Members of the Royal family have expressed 'dismay' at the grand old Duke of York’s friendship with a convicted sex offender, the Daily Torygraph claims to have 'learnt.' How many times - it's 'learned'! A 'well-placed source' has 'disclosed' that there has been 'concern' for at least two years that the Duke's choice of company would 'blow up' and embarrass the Royal household. The Duke's sale of his former home, Sunninghill, to a Kazakh billionaire for three million smackers above the asking price in 2007 also 'raised eyebrows' in the royal palaces but the Duke, the newspaper claims, 'refuses to listen' to advice. The 'source' spoke out as the Duke's close friend Goga Ashkenazi, who reportedly helped him sell Sunninghill, claimed that the Duke was 'very, very worried' about whether he can continue in his role as the UK's trade ambassador. Ashkenazi said the Duke had messaged her from his BlackBerry at the weekend asking 'Have you seen the papers?' She added that he was 'very, very upset' at the furore over his relationship with the disgraced financier Jeffrey Epstein. The thirty one-year-old businesswoman also claimed for the first time that her former lover, Timur Kulibayev, bought Sunninghill with the intention of turning it into 'a charitable school' for Kazakh children. The twelve-bedroomed house in Berkshire has been left empty and slowly falling apart ever since Kulibayev, the son-in-law of the Kazakh president, bought it for fifteen million quid four years ago. A 'source' has told the Torygraph that the sale of the house at an apparently inflated price immediately rang alarm bells in the Royal household, and questions were asked about the Duke's choice of friends. 'Members of the Royal family have been waiting for this to blow up for at least a couple of years,' the 'source' supposedly said. 'There has been dismay about the company he has been keeping, but he refuses to listen to advice.' The Duke has been under intense pressure ever since a photograph of him with his arm around Epstein’s seventeen-year-old 'personal masseuse,' who claimed she had been groomed for underage sex by the billionaire, was published more than a week ago. Kazakh-born Ashkenazi, who now lives in London, gave an insight into the Duke's own feelings about his predicament, saying: 'He knows it was unwise to fraternise with this Epstein character and it was silly to be photographed with his arm around Epstein's masseuse. But I know Andrew as a lovely, lovely man, kind-hearted, impeccably-behaved and honourable, and I'm quite sure that at the time he had no idea that she was underage or anything more than a masseuse to Epstein.' Ashkenazi, who was introduced to the Queen when she was a guest of the Duke in the Royal Box at Ascot in 2007, told the Evening Standard: 'I told Andrew not to worry, that he'd done nothing wrong, and that it was being blown out of proportion.' Buckingham Palace swiftly denied that the Duke discussed his role as Special Representative for UK Trade and Investment 'at any time' and stressed that he 'remains committed' to the job. Referring to the Duke’s controversial meetings with Saif Gaddafi, Ashkenazi also said: 'Andrew is not the only one to have beaten a path to the door of dodgy dictators. When you travel as much as he does, situations are bound to arise where you find yourself shaking hands with people you later wish you hadn't met.' Oxford-educated Ashkenazi also discussed the sale of Sunninghill, saying: 'Sunninghill was never bought for personal use. The plan, as I understand it, is to convert it into a charitable school for bright Kazakh children who can come here to do their A-levels and then try for the top British universities. The first step is to get planning permission.' Explaining the reason for the inflated price, she added: 'Apparently Andrew had other offers to buy the house for the same amount. The way the deal happened was like, "I saw the house, I like it, how much is it? Fifteen million? Okay, great, done!' Bracknell Forest Council said yesterday that no requests for planning permission on Sunninghill had been submitted, nor had there been any informal approaches to the council. Ashkenazi is the second woman in the Duke's life to make a high-profile attempt to defend him. On Monday the grand old Duchess of York (she had ten thousand men) said that she had made 'a gigantic error of judgment' by allowing Epstein to pay off a fifteen thousand quid debt on her behalf.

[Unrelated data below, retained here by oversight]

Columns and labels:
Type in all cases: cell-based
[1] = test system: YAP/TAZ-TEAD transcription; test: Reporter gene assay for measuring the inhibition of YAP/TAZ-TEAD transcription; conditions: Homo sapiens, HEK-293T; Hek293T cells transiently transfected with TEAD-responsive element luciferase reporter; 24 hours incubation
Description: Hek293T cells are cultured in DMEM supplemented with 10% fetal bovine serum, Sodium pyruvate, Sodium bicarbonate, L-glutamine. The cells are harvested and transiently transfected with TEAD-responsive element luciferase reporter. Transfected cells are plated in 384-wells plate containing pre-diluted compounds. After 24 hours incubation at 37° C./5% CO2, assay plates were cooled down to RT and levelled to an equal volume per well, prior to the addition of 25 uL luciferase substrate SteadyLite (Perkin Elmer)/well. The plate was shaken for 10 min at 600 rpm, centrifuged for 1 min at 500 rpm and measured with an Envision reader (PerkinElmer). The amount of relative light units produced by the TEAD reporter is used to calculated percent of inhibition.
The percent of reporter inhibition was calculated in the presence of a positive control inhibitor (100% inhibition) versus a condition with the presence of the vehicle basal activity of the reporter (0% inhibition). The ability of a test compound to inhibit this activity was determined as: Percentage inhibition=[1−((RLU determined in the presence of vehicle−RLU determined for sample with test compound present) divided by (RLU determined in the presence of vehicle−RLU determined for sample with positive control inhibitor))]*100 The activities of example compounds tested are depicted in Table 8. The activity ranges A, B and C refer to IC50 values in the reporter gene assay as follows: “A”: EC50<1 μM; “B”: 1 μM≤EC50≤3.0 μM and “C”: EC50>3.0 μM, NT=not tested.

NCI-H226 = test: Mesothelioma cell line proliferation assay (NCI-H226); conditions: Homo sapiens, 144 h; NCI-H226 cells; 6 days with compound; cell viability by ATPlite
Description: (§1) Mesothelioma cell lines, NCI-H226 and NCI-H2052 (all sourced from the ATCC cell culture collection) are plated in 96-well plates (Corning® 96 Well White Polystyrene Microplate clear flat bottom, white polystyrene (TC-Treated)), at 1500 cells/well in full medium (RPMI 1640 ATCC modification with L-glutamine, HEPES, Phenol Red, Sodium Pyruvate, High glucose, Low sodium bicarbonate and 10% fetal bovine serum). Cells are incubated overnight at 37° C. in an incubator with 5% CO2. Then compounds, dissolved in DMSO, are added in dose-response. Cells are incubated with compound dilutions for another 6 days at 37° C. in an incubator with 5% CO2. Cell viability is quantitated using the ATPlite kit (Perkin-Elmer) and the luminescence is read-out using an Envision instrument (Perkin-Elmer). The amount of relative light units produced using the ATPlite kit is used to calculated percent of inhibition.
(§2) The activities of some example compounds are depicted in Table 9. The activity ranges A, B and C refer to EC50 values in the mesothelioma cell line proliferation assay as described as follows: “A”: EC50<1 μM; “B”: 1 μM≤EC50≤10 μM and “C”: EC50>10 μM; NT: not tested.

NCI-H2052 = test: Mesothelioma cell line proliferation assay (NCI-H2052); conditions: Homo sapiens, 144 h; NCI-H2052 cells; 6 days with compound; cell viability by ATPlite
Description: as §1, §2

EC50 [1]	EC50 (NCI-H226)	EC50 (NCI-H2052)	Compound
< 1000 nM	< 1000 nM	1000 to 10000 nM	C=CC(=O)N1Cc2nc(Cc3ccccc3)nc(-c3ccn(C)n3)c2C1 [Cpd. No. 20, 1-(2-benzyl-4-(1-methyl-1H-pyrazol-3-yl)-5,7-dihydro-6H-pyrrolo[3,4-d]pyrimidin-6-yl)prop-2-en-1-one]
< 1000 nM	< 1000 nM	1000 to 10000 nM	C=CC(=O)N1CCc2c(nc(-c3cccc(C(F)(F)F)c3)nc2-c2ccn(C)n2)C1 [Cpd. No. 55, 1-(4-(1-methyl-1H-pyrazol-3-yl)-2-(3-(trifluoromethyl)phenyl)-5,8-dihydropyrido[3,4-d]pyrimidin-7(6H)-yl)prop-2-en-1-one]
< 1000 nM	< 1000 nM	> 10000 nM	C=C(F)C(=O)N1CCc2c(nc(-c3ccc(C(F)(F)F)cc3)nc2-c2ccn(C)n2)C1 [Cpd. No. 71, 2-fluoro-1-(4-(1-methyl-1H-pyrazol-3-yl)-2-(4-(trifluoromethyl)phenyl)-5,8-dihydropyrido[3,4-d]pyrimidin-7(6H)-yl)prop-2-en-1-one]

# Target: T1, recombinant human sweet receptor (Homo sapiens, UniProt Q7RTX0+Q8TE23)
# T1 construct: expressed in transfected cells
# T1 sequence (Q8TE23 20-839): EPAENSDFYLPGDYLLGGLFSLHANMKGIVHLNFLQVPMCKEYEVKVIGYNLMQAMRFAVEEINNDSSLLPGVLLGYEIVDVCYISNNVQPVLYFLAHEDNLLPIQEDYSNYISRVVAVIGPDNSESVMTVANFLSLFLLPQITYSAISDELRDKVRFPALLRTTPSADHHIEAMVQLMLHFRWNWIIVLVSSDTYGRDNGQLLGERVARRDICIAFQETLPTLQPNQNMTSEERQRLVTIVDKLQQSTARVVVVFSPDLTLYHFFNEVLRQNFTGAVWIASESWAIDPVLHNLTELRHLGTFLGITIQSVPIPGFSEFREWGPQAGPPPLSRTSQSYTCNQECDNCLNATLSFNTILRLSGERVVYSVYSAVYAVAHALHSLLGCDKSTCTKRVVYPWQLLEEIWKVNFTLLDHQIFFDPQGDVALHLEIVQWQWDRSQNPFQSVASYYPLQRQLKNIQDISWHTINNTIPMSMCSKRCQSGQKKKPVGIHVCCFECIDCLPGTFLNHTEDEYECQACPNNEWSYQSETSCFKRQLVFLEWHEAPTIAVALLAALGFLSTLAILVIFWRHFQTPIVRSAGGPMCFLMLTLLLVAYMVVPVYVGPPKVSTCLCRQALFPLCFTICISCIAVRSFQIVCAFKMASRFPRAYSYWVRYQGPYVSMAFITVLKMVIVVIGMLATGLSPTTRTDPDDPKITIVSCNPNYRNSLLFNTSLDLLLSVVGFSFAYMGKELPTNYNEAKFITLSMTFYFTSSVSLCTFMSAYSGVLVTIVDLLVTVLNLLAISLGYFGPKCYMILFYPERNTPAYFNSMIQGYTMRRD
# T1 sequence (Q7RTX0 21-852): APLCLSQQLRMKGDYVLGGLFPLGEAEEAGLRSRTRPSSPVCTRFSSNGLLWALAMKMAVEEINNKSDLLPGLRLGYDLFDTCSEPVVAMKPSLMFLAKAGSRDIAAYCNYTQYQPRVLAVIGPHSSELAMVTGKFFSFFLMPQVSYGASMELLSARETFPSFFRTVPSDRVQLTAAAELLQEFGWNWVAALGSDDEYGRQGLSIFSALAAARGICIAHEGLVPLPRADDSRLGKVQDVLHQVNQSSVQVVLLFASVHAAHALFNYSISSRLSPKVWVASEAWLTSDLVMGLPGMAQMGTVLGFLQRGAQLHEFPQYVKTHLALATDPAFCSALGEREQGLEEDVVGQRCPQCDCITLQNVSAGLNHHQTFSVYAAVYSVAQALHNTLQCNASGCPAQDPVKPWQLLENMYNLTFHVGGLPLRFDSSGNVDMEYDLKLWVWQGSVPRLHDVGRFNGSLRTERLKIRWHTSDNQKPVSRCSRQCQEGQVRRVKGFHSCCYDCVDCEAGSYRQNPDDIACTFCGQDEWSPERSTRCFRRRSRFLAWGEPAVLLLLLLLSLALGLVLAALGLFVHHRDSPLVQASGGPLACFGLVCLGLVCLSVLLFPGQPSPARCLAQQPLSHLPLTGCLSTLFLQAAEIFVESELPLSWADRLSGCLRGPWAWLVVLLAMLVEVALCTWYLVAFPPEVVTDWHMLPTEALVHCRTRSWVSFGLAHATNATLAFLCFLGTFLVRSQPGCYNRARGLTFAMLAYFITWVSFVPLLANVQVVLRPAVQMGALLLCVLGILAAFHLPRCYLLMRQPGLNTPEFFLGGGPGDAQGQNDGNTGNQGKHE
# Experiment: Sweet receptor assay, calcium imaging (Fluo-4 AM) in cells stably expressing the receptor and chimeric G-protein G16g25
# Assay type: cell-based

For today's Keith Telly Topping's 45(s) of the Day one of them's actually a 33 of the Day! Sorry, but, you know ... whatever. yer Keith Telly Topping has an admission to make here, dear blog reader. I didn't get into reggae via Bob Marley records - well, not entirely, anyway. I actually got into the genre in exactly the same way as I got into punk, and post-punk, and indie - by listening to The John Peel Show. Not that this is huge admission, I reckon that's probably true of course seventy five per cent of white kids in this country who, eventually, developed a deep love for a bit of stonewall dub groove. Peelie's championing of radical roots reggae - years before it was fashionable - is, of course, widely acknowledged. Two records, in particular, demonstrate perfectly what a superb spotter of thoroughly righteous music yer man Peel was. The first is, as he once famously noted, 'as close as we have to a philosophy on this show.' Complete with its full - glorious - spoken-word introduction, here's Misty in Roots at the 1979 Counter-Eurovision Festival. 'Music which recalls history, because without the knowledge of your history you cannot determine your destiny.' Damn right. Mankind, you a sinner. The second record (which is an single) comes from a couple of years later and is gentler, yet equally spiritual, song of sincere devotion. If all religious music was like this, dear blog reader, yer actual Songs of Praise would be a hell of a lot more watchable. And, as a special extra treat, here's The Natural Ites and The Realistics live on The Tube. Jah is widdin I.

No comments: